Use of Comp Time

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Comp time cannot be used as a means of avoiding statutory overtime pay. An employee has the right to use accrued comp time, and must not be coerced to accept more comp time than an employer can realistically and in good faith expect to be able to grant within a reasonable period of a request for use of such time. An employee must be permitted to use accrued comp time within a reasonable period after making the request, as long as it does not unduly disrupt the workplace.[1]

What is a reasonable period will be determined by considering the customary work practices based on case by case facts and circumstances, including:

  1. Normal work schedule,
  2. Anticipated peak workloads based on past experience,
  3. Emergency requirements for staff and services, and
  4. Availability of a qualified substitute staff.

To the extent the conditions are contained in an agreement or understanding, such can interpret what constitutes a “reasonable period.”

Being unduly disruptive means more than mere inconvenience to the employer. The employer, in order to turn down a comp time request made within a reasonable period of time, must reasonably and in good faith anticipate that it would impose an unreasonable burden on the employer’s ability to provide services of acceptable quality and quantity for the public during the time requested without the use of the employee’s services.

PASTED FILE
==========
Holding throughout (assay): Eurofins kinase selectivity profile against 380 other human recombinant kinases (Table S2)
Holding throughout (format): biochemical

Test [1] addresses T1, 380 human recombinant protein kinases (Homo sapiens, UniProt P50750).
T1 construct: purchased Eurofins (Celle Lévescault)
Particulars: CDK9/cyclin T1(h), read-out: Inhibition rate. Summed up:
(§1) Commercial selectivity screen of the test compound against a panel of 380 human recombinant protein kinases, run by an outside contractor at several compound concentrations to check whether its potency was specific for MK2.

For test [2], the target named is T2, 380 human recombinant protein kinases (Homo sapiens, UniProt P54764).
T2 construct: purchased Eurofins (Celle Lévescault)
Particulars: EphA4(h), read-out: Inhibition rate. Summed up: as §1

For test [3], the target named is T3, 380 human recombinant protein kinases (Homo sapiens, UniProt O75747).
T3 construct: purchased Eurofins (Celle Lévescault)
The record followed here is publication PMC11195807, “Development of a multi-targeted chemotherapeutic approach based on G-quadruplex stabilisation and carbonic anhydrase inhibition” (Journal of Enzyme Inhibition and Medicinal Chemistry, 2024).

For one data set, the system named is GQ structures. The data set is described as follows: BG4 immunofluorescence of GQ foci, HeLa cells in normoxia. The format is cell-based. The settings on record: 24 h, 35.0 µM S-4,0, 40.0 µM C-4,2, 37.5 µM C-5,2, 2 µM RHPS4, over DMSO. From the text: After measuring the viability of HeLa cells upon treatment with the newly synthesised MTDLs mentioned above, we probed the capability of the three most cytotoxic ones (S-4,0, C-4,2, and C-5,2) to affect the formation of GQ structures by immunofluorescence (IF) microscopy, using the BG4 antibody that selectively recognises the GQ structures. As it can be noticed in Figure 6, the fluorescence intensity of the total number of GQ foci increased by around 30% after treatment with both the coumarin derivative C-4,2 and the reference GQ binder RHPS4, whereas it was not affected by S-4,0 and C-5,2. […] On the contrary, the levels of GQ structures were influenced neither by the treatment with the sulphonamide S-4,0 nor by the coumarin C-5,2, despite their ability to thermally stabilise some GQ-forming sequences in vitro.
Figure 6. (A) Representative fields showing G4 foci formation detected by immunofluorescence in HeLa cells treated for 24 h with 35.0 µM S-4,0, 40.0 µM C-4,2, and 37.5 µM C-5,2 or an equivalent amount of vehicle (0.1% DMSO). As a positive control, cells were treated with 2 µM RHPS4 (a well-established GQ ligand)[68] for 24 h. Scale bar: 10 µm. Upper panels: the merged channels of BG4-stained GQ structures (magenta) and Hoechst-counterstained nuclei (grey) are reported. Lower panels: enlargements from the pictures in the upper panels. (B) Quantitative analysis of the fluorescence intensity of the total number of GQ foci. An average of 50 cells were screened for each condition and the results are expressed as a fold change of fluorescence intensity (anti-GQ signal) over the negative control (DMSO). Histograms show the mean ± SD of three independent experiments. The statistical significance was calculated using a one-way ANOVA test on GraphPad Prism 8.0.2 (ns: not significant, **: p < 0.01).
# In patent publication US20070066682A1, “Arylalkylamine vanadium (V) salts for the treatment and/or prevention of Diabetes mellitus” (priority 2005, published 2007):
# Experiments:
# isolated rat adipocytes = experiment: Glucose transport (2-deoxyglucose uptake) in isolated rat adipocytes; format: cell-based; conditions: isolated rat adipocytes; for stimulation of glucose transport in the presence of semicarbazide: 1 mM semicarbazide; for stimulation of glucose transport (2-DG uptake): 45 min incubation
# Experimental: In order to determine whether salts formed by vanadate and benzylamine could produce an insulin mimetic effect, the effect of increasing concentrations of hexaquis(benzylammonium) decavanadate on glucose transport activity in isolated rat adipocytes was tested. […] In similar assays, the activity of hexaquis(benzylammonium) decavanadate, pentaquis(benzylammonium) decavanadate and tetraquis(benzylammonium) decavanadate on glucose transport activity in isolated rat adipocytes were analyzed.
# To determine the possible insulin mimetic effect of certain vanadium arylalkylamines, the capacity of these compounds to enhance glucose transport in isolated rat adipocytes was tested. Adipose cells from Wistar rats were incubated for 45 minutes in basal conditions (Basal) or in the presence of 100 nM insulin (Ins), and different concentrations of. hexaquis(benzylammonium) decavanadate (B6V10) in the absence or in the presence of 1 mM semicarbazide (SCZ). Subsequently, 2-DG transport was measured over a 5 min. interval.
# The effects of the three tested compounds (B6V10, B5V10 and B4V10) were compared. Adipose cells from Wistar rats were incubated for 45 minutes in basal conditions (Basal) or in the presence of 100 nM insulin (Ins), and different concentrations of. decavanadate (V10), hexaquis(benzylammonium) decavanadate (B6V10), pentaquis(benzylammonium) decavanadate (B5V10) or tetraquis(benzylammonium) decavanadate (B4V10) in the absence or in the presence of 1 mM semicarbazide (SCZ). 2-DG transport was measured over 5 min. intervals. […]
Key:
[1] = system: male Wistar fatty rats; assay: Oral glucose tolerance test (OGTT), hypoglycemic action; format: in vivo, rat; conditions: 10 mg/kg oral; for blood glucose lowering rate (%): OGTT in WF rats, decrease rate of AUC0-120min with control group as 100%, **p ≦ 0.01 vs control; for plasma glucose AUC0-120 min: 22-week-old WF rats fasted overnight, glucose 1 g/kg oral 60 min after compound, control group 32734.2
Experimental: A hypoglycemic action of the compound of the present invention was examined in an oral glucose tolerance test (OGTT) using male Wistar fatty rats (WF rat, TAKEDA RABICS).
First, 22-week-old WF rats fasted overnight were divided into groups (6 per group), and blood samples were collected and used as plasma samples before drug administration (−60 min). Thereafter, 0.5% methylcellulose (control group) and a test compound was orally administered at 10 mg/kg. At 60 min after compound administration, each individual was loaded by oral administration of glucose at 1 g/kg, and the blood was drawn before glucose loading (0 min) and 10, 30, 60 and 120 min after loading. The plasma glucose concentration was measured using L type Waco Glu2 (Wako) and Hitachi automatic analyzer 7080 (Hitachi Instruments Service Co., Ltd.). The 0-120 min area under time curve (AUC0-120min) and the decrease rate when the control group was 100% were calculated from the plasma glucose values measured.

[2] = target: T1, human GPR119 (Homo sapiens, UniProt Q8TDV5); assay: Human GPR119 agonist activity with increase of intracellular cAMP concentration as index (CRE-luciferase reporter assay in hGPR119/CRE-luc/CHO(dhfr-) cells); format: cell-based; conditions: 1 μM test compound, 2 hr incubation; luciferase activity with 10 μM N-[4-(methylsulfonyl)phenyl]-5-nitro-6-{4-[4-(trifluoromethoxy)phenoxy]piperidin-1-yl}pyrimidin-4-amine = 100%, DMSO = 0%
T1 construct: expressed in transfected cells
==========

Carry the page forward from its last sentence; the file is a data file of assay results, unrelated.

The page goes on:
Also, the employer may require employees to use their compensatory time. The U. S. Supreme Court has determined that the FLSA does not prohibit the practice of forcing employees to use accrued comp time.[2]

In a workweek or work period during which an employee works overtime hours for which cash overtime payment will be made, and the employee also takes compensatory time off, the payment for such comp time may be excluded from the employee’s regular rate of pay for overtime purposes.[3]

[1]  29 C.F.R. § 553.25. The Sixth Circuit Court of Appeals has held that having to pay other employees overtime in order to allow someone to take banked comp time does not cause an  “undue disruption” unless the parties have entered into an express agreement, such as a collective bargaining agreement, which allows financial considerations to be used to deny the use of comp time.  Beck v. City of Cleveland, 390 F.3d 912 (6th Cir. 2004).

[2]  Christensen v. Harris County, 529 U. S. 576, 120 S.Ct. 1655 (2000).

[3]  29 C.F.R. § 553.26(c).